Dribble At: Description

This entry is part 18 of 24 in the series Dribbling Actions

Dribble-At may be one of the more underrated layers of the offense. It completes the basic dribbling layers of the offense.  Its description is quite simple.  When a perimeter player with the ball dribbles toward another perimeter player in a non-attacking manner, the player cuts backdoor and the other players fill the empty spots.  “Non-attacking” basically means that the ball handler dribbles outside the 3 point line towards a teammate who is “one spot away.” This action can serve several purposes. In no particular order:

1.  Move the ball from one area on the court to another.
2.  Pressure release.
3.  Generate off ball movement.
4.  Enter offense.

This layer is a great way for the offense to be initiated or to get the ball in a specific location. Let’s say your point guard has the ball at the top of the key and you want to get your ball to the post player.  You don’t trust your wing to make a good entry pass.  The point guard can just dribble to the wing.  The wing player cuts back door and now it’s a two man game between your point guard and post player.  it’s really that simple.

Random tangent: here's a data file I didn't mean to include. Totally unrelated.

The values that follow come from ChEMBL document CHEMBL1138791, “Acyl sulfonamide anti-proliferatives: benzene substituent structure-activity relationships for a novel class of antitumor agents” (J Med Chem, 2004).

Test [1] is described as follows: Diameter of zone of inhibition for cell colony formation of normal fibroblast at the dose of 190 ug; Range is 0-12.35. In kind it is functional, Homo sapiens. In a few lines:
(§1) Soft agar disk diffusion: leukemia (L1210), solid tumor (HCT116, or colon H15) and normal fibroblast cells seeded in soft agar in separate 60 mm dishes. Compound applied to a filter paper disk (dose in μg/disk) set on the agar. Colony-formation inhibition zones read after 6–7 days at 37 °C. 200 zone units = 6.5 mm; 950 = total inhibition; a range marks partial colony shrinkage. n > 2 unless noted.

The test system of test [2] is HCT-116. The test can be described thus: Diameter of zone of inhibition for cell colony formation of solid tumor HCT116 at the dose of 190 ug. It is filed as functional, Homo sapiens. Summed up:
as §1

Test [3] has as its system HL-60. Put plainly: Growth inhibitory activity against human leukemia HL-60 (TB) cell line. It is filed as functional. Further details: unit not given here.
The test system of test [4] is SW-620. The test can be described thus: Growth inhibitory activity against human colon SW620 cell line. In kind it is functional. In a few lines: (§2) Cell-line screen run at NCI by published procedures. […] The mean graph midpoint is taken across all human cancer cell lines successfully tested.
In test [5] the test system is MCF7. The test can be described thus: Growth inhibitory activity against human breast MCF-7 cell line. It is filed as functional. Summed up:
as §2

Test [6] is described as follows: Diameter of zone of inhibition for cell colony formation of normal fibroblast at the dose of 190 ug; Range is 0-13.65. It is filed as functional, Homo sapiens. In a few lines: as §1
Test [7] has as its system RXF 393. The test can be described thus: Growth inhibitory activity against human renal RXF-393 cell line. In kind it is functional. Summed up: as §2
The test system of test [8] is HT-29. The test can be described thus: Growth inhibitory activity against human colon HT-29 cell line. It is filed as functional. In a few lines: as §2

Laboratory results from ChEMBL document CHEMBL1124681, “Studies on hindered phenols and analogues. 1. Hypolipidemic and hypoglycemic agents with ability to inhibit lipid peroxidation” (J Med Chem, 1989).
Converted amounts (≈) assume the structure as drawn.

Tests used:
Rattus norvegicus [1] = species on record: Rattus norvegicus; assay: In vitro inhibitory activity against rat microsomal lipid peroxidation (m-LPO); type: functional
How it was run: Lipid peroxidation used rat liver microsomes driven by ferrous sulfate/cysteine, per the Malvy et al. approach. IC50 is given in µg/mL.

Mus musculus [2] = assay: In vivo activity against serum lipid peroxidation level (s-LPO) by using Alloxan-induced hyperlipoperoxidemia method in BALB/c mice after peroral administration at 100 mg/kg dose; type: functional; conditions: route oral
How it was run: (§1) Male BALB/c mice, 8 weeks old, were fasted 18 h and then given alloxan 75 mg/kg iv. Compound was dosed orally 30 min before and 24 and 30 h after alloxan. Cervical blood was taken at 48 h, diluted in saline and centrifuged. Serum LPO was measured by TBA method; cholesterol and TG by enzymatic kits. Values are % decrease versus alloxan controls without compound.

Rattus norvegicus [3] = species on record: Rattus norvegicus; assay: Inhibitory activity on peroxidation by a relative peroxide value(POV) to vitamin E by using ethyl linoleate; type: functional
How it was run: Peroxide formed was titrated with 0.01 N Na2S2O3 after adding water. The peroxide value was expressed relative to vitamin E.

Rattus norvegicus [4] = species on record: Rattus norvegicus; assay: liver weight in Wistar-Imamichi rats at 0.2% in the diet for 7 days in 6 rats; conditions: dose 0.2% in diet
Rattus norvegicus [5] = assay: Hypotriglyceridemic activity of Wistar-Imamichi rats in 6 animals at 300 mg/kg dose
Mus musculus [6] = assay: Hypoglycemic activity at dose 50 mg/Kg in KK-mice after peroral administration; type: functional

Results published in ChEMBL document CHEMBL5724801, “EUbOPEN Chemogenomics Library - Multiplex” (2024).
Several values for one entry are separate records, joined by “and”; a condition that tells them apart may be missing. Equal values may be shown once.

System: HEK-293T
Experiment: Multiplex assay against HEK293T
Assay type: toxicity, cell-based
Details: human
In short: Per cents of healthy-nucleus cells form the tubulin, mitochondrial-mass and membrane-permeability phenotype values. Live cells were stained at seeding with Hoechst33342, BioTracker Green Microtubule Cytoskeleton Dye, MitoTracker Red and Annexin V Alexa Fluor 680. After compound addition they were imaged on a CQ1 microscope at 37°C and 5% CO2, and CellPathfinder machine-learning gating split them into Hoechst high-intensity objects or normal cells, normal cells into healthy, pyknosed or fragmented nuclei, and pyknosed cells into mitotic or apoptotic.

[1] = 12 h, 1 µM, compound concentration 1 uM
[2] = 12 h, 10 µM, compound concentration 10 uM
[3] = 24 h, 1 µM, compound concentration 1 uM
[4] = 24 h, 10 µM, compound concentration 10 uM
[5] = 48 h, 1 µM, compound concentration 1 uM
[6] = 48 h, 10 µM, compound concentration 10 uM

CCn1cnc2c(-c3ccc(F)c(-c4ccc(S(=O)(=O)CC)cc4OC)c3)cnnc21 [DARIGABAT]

It also works as a great pressure release action.  This pressure release action introduces the concept of the “Read Line,” which will be discussed in more detail when we talk about Passing Actions. The “Read Line” is the collegiate three point line.  A player cuts backdoor as their defender steps over the “Read Line.” If the ball handler sees that a teammate is being overplayed, but the teammate does not recognize it, the ball handler can dribble at their teammate as a reminder to cut back door.  This “Read Line” reaction will not be drilled until later, but the Dribble-At and “Read Line” are closely related.

The Dribble-At also creates instant movement in the offense without a pass having to be made. Dribble-At can isolate a player in the post or on the perimeter for scoring opportunities. A simple Dribble-At can set all 5 players in motion.

Dribble-At can also be used to enter offense. As long as offensive players keep their dribble alive, teams can start their offense with a Dribble-At.

As other layers are introduced, the Dribble-At can be used to set up other scoring opportunities.  Once cutters and post players are given more options, the Dribble-At can be used to draw the defense’s attention to one area of the court, while setting up scoring opportunities for players in another area. It also sets up opportunities for a variety of on ball and off ball screens as well as post up opportunities. These opportunities will be covered later as other layers are introduced and when the combination of layers is discussed.

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